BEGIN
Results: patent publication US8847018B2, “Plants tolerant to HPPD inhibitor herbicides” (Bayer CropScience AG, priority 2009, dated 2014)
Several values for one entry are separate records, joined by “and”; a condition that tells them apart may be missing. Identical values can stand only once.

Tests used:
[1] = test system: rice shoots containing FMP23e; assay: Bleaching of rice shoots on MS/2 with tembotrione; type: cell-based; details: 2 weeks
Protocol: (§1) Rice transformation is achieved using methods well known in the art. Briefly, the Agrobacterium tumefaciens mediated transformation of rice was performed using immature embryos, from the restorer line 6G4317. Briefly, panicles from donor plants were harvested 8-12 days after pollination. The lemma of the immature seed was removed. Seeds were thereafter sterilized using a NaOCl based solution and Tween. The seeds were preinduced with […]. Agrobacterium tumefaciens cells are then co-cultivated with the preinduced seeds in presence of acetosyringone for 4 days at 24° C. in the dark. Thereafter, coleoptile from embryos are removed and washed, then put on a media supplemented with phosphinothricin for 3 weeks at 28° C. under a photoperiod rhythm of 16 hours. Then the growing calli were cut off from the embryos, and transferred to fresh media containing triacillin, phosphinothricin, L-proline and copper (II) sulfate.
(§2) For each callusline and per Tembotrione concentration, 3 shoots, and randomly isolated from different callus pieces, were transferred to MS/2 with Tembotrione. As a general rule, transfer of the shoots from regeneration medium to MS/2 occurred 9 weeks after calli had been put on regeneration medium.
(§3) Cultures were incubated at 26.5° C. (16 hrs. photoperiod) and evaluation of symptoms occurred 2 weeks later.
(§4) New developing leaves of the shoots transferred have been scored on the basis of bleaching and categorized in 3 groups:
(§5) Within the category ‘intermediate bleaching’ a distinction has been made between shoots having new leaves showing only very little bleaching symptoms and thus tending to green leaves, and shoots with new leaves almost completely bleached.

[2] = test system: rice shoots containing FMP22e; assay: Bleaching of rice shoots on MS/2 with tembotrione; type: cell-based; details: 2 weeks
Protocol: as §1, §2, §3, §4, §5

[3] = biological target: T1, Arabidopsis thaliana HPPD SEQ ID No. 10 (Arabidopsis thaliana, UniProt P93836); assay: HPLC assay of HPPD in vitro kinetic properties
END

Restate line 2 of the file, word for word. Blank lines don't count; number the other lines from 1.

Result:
Several values for one entry are separate records, joined by “and”; a condition that tells them apart may be missing. Identical values can stand only once.